Early Church Fathers
96 [It can scarcely be necessary to observe that the acrostic, the general sense of which has been aimed at in the above translation must be regarded as the pious fiction of some writer, whose object was to recommend the truth of Christianity to heathens by an appeal to the authority of an (alleged) ancient heathen prophecy.-Bag.] The quotation is found in the edition of Alexandre, Bk. VIII. ch. 219-250. (Cf. translation in Augustin, De civ. Dei.) The translation of Bag., giving the "general sense" and reproducing the acrostic, stands unchanged. The translation of 1709, much more vigorous and suggestive of the "Dies Irae," is as follows:
"When the Great Day of Judgment shall appear,
The melting Earth shall then dissolve with fear;
A King Immortal shall from Heav'n descend,
At whose Tribunal the whole world attend.
Both Just and Wicked shall, when Time grows old,
Their mighty God in flesh array'd behold;
Armies of Saints on His Right hand shall come,
Whilst Humane Souls expect their final doom.
Th' Universe shall be a dry, Barren Strand,
And Thorns shall flourish on the scorched land;
Men shall with indignation cast away
Their Wealth and Idols in that dreadful day.
The parching Earth, and Heaven in flames shall fry,
And searching fire drain the Ocean dry:
All flesh which in the Grave imprison'd lay,
Shake off their Fetters, and return to Day.
Fire 'twixt Good and Bad shall diff'rence make,
And filthy Dross from purer Metal take.
Man's secret Deeds shall all be open lay'd,
And th' obscure Mazes of their Hearts displayed;
Gnashing their Teeth, they shall their Fate bewail:
The stars harmonious daunce, and th' Sun shall fail.
The Orbs roll'd up, shrink into darkest night,
The Labouring Moon shall lose her borrowed light.
Mountains with Plains on the same Level lye;
Vallies shall gape no more, nor Hills be high.
On the proud Billows Ships shall ride no more:
And Lightning the Earth's Face shall shrivel sore.
The crackling Rivers with fierce Fire shall burn,
Which shall their streams to solid Crystal turn.
The Heav'nly Trump shall blow a doleful sound,
And th' world's destruction, and its sin resound.
The yawning Earth Hell's vast Abyss shall shew;
All Kings before God's just Tribunal go.
Then Liquid Sulphur from the Sky shall stream,
God shall pour down Rivers of vengeful flame;
All men shall then the Glorious Cross descry,
That wished-for sign unto a faithful eye:
The Life of pious Souls, their chief delight;
To Sinners an Offence, a dismal sight!
Enlightening the called with its beams,
When cleansed from sin in twice six limpid streams.
His Empire shall be boundless, and that God
Shall Rule the Wicked with an Iron Rod;
This God, Immortal King, describ'd in Verse,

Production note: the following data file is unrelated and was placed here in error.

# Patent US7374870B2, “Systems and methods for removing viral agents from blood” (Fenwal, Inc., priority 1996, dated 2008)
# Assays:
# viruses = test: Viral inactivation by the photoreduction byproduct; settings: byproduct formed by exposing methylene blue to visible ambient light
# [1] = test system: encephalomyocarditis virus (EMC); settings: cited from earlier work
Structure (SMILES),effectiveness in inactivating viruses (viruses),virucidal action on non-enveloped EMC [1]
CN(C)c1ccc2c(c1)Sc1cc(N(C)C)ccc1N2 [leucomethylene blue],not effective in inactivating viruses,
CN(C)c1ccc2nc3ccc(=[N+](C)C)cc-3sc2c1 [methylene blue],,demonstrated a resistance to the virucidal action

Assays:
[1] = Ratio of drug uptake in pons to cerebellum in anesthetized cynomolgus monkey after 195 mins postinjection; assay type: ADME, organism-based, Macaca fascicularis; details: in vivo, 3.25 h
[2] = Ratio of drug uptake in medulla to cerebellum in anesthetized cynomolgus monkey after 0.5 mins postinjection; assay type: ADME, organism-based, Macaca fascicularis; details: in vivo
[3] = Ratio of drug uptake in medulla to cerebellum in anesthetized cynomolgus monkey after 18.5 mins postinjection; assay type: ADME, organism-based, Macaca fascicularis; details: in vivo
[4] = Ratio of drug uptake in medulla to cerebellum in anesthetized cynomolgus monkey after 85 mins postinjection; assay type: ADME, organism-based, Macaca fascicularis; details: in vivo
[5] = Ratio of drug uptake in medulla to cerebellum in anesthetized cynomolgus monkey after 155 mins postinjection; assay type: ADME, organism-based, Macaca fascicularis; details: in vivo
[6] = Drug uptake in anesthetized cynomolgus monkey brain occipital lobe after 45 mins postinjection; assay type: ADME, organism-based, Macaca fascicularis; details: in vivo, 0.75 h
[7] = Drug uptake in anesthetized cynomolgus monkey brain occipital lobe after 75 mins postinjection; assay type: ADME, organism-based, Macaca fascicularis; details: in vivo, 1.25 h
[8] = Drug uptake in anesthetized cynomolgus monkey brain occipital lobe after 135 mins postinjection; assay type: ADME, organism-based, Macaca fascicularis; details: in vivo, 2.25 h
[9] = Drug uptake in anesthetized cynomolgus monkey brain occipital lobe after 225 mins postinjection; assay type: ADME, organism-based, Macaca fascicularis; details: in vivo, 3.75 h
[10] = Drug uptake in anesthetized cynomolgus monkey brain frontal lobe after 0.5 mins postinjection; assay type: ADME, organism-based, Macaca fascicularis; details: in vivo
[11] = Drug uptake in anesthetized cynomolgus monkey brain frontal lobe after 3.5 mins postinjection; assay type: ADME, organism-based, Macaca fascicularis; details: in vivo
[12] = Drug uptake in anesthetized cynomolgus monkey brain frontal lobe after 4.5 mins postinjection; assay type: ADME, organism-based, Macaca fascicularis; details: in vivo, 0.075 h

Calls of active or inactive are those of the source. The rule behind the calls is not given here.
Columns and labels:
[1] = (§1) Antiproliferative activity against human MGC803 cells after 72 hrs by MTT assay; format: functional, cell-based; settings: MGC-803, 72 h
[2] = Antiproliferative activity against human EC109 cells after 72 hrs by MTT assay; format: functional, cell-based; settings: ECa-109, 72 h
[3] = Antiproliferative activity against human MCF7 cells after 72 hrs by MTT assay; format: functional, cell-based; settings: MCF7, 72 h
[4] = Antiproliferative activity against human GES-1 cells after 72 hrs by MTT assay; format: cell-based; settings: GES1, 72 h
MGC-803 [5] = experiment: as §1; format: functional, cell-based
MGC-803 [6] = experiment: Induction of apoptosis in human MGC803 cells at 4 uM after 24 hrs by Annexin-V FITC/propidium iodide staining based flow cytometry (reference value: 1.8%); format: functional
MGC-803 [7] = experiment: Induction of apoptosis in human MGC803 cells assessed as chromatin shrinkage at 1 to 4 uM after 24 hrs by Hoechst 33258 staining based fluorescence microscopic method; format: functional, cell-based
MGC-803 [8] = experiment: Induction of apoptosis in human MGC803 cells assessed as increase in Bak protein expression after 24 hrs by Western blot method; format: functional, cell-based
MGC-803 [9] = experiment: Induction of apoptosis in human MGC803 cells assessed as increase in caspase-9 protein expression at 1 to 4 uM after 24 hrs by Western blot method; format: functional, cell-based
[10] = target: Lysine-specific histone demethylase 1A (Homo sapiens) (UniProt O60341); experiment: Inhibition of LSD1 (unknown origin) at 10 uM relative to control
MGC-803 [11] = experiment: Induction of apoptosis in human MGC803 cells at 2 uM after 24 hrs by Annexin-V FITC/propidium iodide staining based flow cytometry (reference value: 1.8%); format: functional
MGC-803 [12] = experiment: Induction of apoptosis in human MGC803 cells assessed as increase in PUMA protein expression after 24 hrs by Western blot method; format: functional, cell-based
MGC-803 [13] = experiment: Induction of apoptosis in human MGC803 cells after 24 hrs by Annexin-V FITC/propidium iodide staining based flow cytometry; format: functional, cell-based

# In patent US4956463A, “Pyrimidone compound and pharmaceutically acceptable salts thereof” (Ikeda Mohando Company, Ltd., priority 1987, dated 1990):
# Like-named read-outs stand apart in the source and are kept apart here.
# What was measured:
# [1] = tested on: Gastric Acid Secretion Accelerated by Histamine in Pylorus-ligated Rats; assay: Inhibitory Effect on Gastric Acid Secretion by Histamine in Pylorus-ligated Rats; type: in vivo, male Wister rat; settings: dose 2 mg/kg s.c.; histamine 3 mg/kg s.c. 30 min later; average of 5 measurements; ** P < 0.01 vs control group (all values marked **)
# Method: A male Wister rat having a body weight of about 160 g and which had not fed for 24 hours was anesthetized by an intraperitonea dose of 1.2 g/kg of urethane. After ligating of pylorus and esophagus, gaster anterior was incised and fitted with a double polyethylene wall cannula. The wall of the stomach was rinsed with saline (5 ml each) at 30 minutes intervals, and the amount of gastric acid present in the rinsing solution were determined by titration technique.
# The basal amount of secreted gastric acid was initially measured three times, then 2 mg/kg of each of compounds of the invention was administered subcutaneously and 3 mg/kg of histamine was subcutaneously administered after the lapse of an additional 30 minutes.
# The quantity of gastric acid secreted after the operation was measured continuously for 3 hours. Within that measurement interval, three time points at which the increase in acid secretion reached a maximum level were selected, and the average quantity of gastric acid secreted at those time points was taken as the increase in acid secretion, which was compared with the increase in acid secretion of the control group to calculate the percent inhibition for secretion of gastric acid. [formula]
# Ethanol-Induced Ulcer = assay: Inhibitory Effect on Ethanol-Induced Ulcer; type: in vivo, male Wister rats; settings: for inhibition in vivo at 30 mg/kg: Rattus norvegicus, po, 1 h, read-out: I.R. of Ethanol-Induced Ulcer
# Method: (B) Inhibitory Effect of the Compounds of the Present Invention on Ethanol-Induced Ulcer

Our Saviour, dying, shall man's doom Reverse."
97 "Our men," i.e. Christians rather than "countrymen."
98 [The passage in Cicero (De Divinatione, Bk. II. ch. 54) clearly does not refer to this acrostic, and contains in itself a plain denial of prophetic truth in the Sibylline prediction (whatever it was) which the writer had in view. "Non esse autem illud carmen furentis, cum ipsum poema declaret (est enim magis artis et diligentiae, quam incitationis et motus), tum verò ca, quae akrostixij dicitur, cum deinceps ex primis versuum litteris aliquid connectitur, ut in quibusdam Cumanis, id certe magis est attenti animi, quam furentis," &c.-Bag.]
99 This and following quotations are found in the fourth eclogue of Virgil-the Pollio. The version of Bag. is allowed to stand. If farther variety of rendering and interpretation is desired, it can be found in charming profusion in the various English translations of Virgil of which the few at hand give ample promise. Those at hand are Ogilby, Lond., 1675, p. 41-49; Warton, Lond., 1763, p. 76-82; Trapp, Lond., 1755, p. 37-46; Kennedy, Lond., 1849, p. 25-29; Wilstach, Bost., 1884, p. 154-161; Bowen, Lond., 1887, p. 24-28. Compare Henley, Observations on the Subject of the Fourth Eclogue, etc., Lond., 1788. 8vo.
100 Here is variety indeed. 1711 renders, "Last times are come Cumaea's prophecy,"-whatever that may mean. Molz. has "Now the voice of the famed oracle of Cumae is dumb."
101 Constantine takes large liberty with the poet here in order to make him say what he would like to have had him say. The latest translation at hand (Bowen) renders:
"Now is the world's grand cycle begun once more from of old;
Justice the Virgin comes, and the Saturn Kingdom again."
102 "The blessed and salutary mystery of our Saviour."-1709. "Mystery of salvation."-Molz.
103 [Amomum.-Bag.] "Assyrian cinnamon," Kennedy, p. 28; "the cardamon's spice shall grow, That from Assyria's gardens," Wilstach, 1, p. 157; "Syrian spices," Trapp, 1, p. 92; "Assyria's rich perfume," Warton, 1, p. 78; "Assyrian roses," Ogilby, p. 42.
104 [i.e. the Christians.-Bag.]
106 "Might not experience," according to some, including Heinichen, who rejects in first, but accepts in text of his second edition.
107 [Referring, apparently, to Abraham. This passage is founded on a misconstruction of Virgil's line by Constantine. which is followed by the Greek verse itself according to one edition.-Bag.]
108 [By a kind of play on the word amomum, he alludes to the Christians as amwmoi, or blameless persons.-Bag.]
109 "The fields shall mellow wax with golden grain."
110 Bag. adds:
"And through the matted grass the liquid gold shall creep."
"And th' hardened oaks with dewy honey sweat."
While Molz. has
"Forth from the hard oak stems the lovely honey flows."
These all approach Virgil closer than they do Constantine. With all allowance for poetic license, "pine" should hardly be translated "oak."
111 Literally, "times and wars."-1709.
112 This, bad as it is, is hardly worse than the subjective interpretation of scripture modern allegorizers, and certainly no worse than some of the Scripture interpretations of Eusebius.